You go to great lengths to keep your car looking like a million bucks, both inside and out. But do you pay as much attention to the electricals in your car? Most people take the electrical system in their car for granted – until, of course, it starts acting up. And that is not exactly good news, since a car’s electrical system is what runs the engine, headlamps, power windows and locks, interior lights and so on. This edition of our DIY series takes a look at automobile electricals and the best way to keep them working fine.
Let there be light
Lights are crucial, because they not only ensure your safety but also that of other road users. While some cars do have systems that direct your attention towards a bulb that is not working or fused, make sure to inspect them regularly all the same. In case you find something amiss, promptly get them changed. The ideal way to check the lights is to get a friend along to your garage or parking lot and see if the lights are functioning. These include headlamps (main and dipped beams), hazard warning lights, indicators (at the front, back and sides) and stop lights. If your car has fog lights, remember to check these as well (PS: Some cars have only one fog lamp at the rear). Just before we jump onto the next topic, a word or two on hazard lights. Hazards are to be used only when you are stationary, or very nearly so. They are not meant to be used in tunnels or in the rain when you are driving well over 10kph. The reason for this is simple: if many drivers start doing this, there are chances that motorists could mistake a stationary car for a moving one.
Get a friend along to your garage or parking lot to help with checking the functioning of all the lights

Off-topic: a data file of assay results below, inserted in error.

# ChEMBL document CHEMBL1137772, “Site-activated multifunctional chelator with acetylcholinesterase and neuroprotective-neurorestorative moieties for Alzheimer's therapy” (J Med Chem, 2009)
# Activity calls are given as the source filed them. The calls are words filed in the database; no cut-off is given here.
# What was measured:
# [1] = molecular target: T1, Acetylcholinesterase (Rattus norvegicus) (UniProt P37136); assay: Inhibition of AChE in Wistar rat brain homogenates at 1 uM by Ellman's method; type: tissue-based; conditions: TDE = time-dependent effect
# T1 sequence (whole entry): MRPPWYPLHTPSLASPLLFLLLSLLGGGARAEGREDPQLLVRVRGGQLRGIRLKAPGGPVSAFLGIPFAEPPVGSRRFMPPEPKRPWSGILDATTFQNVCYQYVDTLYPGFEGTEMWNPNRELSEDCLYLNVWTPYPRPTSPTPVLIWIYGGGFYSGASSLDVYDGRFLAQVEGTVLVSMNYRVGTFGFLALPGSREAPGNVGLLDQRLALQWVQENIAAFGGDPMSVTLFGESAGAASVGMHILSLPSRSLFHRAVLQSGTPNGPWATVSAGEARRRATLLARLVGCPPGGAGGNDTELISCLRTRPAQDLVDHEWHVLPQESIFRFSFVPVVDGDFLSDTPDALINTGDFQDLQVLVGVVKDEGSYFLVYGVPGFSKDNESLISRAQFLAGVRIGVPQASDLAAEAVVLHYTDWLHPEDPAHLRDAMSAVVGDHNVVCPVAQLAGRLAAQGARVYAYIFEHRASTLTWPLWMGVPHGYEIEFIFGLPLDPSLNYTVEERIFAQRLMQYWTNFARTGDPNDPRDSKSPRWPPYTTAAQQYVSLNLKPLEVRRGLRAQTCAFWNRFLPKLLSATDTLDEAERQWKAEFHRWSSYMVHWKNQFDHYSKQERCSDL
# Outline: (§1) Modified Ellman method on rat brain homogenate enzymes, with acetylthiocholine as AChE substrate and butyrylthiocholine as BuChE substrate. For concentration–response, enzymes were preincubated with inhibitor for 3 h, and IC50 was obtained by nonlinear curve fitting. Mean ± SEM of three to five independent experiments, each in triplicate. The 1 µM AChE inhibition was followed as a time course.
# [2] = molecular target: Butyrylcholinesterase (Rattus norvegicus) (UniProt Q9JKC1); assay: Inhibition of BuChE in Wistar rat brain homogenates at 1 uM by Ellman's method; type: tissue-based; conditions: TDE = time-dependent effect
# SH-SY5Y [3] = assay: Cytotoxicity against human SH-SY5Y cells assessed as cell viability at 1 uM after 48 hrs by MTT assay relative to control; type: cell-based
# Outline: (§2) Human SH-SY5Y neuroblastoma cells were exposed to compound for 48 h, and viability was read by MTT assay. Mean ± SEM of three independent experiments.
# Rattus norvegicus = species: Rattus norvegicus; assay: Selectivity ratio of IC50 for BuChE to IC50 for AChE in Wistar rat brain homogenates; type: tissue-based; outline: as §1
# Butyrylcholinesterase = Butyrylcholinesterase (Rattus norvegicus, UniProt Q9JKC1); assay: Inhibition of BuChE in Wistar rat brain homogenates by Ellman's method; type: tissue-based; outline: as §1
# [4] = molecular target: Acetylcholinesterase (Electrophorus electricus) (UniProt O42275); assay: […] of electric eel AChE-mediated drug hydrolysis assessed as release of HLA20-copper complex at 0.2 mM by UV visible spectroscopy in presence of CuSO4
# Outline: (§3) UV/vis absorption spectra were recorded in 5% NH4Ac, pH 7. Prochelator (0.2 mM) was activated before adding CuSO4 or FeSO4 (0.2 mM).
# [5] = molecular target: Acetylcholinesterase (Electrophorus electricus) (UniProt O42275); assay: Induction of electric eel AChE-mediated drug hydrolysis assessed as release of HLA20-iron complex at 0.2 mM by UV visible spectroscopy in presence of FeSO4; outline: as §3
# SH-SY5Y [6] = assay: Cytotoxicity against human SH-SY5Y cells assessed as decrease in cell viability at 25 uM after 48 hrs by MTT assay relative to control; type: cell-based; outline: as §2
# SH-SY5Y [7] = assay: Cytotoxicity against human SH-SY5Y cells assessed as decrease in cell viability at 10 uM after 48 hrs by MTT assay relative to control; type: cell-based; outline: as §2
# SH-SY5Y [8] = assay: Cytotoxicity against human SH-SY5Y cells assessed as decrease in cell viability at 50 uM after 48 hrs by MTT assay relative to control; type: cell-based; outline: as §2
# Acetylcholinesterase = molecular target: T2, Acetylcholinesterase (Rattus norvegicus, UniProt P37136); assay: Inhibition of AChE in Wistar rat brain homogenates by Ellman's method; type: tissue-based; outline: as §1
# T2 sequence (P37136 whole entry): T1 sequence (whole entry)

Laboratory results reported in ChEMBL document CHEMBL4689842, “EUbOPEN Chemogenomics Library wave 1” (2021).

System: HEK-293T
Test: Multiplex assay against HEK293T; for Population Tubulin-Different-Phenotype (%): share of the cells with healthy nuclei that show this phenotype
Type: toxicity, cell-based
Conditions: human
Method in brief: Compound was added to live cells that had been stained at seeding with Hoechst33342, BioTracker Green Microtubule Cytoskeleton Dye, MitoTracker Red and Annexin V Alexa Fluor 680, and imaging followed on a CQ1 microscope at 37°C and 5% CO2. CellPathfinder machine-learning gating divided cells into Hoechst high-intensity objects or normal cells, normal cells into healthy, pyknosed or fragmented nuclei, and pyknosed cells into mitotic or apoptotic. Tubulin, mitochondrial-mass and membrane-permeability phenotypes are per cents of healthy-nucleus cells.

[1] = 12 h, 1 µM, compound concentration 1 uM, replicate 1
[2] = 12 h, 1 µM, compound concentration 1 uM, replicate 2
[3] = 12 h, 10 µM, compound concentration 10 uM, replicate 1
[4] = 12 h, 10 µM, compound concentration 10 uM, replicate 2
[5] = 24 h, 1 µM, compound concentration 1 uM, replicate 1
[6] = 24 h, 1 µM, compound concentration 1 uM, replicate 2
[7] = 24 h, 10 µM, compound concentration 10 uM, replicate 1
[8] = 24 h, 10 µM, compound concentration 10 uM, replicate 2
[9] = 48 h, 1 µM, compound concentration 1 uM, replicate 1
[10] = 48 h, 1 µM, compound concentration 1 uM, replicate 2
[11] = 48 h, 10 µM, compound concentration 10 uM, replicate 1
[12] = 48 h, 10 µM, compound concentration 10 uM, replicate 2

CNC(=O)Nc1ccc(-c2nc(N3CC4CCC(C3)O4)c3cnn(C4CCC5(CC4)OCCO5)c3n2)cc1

Next, we come to blown fuses. Now, these can be a pain, but obviously, they prevent electrical damage to the car. Switch off the car and locate the fuse box. A vehicle’s fuse box is typically located on the driver’s side of the car under the hood. Consult the owner’s manual if you have trouble locating it. The inside of the fuse -box lid has a diagram that tells you the different devices each fuse controls. Amperage details, too, will be displayed, so you know exactly what you need to purchase in case a fuse is blown. Use a pair of tweezers or your fingers to pluck the fuse from the box. Check the fuse for a broken filament. If the wire is broken, the fuse has blown. If you don’t have a set of spare fuses handy, call your trusted mechanic and set about sorting things.
Use a pair of tweezers to pluck the fuse from the box
The battery is the next bit that needs to be checked thoroughly. While the topic has been touched upon earlier, here’s a recap. Make sure both terminals are inspected at regular intervals. Every couple of months would be ideal. The terminals should be free from dirt and rust/oxidation. Should they require cleaning, use a clean cloth and a toothbrush. After you’ve finished cleaning the terminals, apply a coat of petroleum jelly. The petroleum jelly will help keep oxidation and rust at bay. What about topping up the battery with water? If you have a maintenance-free battery – and nearly every modern vehicle uses one – you do not need to keep topping it up. On the other hand, if you car has a regular battery, it makes sense to check the acid level. It should be between the High and Low indicators. If you need to top up, make sure you use only distilled water, as minerals in regular water could react with the acid and the electrodes in the battery and damage it.